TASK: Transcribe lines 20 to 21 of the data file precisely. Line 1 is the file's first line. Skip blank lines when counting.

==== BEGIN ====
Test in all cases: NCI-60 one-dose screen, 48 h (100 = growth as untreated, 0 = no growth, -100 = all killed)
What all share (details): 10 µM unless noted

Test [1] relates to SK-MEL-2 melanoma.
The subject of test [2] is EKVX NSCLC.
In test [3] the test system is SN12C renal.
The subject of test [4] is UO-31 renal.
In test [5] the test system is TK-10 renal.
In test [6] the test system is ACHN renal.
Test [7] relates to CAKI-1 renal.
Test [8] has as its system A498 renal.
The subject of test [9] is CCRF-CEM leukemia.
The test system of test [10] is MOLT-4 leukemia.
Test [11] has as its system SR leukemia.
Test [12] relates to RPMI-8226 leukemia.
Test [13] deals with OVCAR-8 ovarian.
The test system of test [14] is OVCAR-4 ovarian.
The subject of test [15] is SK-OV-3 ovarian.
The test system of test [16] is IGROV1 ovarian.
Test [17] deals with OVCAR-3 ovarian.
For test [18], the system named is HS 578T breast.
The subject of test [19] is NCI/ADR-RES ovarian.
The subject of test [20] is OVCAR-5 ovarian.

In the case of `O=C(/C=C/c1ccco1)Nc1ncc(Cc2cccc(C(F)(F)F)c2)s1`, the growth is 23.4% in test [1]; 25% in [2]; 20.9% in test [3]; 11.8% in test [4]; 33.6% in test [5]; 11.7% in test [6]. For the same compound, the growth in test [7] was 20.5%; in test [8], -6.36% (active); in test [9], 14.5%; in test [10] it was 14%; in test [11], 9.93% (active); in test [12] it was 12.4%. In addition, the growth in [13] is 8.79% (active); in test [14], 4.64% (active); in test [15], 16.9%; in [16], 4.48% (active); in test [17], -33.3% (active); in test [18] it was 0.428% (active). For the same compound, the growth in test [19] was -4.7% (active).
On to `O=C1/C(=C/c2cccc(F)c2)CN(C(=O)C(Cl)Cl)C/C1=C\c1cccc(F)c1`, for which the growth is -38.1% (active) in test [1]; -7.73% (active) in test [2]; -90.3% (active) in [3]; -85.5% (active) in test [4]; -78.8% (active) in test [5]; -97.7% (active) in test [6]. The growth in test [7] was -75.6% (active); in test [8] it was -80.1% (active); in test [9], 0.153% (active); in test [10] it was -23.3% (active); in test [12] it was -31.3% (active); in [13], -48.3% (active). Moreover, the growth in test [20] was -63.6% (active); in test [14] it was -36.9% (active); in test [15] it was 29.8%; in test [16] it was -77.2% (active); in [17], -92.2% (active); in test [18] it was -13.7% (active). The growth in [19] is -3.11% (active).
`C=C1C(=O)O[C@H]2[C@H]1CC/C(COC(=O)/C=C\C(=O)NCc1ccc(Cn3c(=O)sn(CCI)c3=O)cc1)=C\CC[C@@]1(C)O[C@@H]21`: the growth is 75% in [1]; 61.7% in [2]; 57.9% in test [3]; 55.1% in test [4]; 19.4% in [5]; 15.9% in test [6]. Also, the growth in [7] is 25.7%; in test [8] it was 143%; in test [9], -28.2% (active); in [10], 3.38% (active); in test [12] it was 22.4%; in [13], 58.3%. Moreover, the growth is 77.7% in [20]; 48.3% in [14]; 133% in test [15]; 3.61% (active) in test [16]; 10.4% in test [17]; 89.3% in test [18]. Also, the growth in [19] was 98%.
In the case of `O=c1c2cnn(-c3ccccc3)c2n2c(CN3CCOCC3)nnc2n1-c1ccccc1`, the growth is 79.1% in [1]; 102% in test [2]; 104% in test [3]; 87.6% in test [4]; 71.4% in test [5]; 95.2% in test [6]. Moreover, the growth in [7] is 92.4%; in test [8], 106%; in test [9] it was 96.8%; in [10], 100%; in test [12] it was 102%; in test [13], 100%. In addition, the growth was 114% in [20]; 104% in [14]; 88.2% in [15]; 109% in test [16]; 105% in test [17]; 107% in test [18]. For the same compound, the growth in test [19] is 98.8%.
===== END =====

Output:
For test [18], the system named is HS 578T breast.
The subject of test [19] is NCI/ADR-RES ovarian.